The Five winners of the 3D-printed Mars Habitat competition

The Five winners of the 3D-printed Mars Habitat competition

July 30, 2018

team Zopherus of Rogers

Five teams win a share of $100,000 in virtual modeling stage of NASA’s 3D-printed Mars Habitat competition.

NASA and partner Bradley University of Peoria, Illinois, have selected the top five teams to share a $100,000 prize in the latest stage of the agency’s 3D-Printed Habitat Centennial Challenge competition. Winning teams successfully created digital representations of the physical and functional characteristics of a house on Mars using specialized software tools. The judges interviewed and evaluated submissions from 18 teams from all over the world and selected these teams:



  1. Team Zopherus of Rogers, Arkansas – $20,957.95
  2. AI. SpaceFactory of New York – $20,957.24
  3. Kahn-Yates of Jackson, Mississippi – $20,622.74
  4. SEArch+/Apis Cor of New York – $19,580.97
  5. Northwestern University of Evanston, Illinois – $17,881.10

Above, team Zopherus of Rogers, Arkansas, is the first-place winner in NASA’s 3D-Printed Habitat Challenge, Phase 3: Level 1 competition.

 

Team AI. SpaceFactory of New York

Team AI. SpaceFactory of New York is the second-place winner in NASA’s 3D-Printed Habitat Challenge, Phase 3: Level 1 competition.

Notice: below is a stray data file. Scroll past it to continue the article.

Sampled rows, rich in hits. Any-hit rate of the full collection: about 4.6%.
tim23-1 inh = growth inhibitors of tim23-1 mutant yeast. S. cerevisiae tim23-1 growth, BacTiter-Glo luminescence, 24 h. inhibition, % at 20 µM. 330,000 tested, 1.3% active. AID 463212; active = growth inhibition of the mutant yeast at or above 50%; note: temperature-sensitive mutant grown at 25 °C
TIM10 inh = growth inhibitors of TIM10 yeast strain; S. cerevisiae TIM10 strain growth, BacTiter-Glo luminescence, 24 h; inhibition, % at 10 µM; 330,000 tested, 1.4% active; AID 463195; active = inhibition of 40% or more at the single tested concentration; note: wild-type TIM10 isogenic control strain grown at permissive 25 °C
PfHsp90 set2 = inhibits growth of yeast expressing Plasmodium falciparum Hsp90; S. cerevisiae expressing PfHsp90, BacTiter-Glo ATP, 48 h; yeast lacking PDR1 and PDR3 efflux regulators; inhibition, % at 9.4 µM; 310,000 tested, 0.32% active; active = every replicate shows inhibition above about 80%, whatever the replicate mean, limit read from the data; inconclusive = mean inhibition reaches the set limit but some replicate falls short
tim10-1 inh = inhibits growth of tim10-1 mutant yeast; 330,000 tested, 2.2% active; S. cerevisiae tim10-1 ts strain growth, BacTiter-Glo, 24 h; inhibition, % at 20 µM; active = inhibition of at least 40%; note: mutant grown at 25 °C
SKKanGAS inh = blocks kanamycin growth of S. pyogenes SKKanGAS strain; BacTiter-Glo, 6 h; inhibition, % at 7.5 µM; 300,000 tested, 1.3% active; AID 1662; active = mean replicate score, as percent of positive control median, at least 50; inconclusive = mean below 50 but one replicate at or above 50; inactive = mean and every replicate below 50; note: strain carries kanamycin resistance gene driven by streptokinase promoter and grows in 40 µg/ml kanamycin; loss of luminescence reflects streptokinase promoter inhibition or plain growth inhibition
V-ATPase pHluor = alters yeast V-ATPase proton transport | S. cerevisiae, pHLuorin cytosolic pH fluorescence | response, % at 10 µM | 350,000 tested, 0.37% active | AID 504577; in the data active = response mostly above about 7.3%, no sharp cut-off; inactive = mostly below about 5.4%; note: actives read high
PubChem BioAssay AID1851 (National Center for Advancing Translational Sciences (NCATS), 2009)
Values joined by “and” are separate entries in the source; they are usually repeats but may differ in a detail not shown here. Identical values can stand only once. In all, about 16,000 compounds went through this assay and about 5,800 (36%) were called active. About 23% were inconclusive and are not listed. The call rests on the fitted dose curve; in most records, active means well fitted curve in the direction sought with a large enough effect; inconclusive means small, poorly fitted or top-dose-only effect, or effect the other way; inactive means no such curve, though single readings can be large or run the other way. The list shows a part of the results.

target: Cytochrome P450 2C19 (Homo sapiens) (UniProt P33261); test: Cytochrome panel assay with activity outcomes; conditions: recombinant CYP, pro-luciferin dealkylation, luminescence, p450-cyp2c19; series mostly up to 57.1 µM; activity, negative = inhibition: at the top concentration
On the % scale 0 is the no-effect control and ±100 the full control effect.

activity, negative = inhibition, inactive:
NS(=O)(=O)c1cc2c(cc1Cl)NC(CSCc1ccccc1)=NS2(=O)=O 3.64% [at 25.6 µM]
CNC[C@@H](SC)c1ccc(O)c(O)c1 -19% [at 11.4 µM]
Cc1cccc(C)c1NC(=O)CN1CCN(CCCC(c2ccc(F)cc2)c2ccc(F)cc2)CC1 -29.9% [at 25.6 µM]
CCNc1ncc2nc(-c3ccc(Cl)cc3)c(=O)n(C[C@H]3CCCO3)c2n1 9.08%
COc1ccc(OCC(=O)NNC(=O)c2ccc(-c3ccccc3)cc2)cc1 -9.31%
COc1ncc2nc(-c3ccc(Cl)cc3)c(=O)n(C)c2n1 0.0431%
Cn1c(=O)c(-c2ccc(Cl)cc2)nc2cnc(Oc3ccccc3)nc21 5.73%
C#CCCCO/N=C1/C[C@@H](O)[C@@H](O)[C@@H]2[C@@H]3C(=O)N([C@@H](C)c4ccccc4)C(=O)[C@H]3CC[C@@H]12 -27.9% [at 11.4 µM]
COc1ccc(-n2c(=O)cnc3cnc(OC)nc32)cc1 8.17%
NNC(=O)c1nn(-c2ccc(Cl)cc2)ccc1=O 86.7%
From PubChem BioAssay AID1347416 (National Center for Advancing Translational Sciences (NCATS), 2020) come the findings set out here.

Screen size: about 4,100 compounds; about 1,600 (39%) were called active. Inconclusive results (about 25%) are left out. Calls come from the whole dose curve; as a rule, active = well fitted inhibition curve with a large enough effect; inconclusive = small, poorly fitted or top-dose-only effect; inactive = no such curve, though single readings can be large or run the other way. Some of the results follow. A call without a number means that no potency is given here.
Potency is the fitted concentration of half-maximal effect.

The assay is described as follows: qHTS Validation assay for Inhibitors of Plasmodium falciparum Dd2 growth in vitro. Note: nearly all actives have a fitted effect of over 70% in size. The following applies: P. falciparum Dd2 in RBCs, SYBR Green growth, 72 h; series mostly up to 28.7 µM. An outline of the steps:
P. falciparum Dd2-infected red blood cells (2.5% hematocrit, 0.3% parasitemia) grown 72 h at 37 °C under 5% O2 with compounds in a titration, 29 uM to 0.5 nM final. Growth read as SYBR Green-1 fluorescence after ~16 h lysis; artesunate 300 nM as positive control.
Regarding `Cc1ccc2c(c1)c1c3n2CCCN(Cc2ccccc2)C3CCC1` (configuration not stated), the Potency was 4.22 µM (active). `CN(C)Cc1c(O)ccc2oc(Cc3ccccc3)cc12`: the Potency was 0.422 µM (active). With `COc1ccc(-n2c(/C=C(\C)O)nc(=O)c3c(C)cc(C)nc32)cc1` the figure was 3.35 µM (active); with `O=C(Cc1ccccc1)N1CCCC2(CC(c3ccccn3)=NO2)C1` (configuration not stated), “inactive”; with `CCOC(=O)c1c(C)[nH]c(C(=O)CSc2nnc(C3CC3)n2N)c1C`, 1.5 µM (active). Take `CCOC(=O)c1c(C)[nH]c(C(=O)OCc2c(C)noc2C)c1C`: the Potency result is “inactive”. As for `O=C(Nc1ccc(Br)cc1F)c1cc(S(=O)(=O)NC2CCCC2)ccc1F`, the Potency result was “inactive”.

Team Kahn-Yates of Jackson

Team Kahn-Yates of Jackson, Mississippi, is the third-place winner in NASA’s 3D-Printed Habitat Challenge, Phase 3: Level 1 competition.



 

Team SEArch+/Apis Cor of New York

Team SEArch+/Apis Cor of New York is the fourth-place winner in NASA’s 3D-Printed Habitat Challenge, Phase 3: Level 1 competition.

 

Team Northwestern University of Evanston



Team Northwestern University of Evanston, Illinois, is the fifth-place winner in NASA’s 3D-Printed Habitat Challenge, Phase 3: Level 1 competition.

 

“We are thrilled to see the success of this diverse group of teams that have approached this competition in their own unique styles,” said Monsi Roman, program manager for NASA’s Centennial Challenges. “They are not just designing structures, they are designing habitats that will allow our space explorers to live and work on other planets. We are excited to see their designs come to life as the competition moves forward.”

source NASA

 

By | 2018-07-30T09:29:43+00:00 Jul 30, 2018|Categories: Space|Tags: , |

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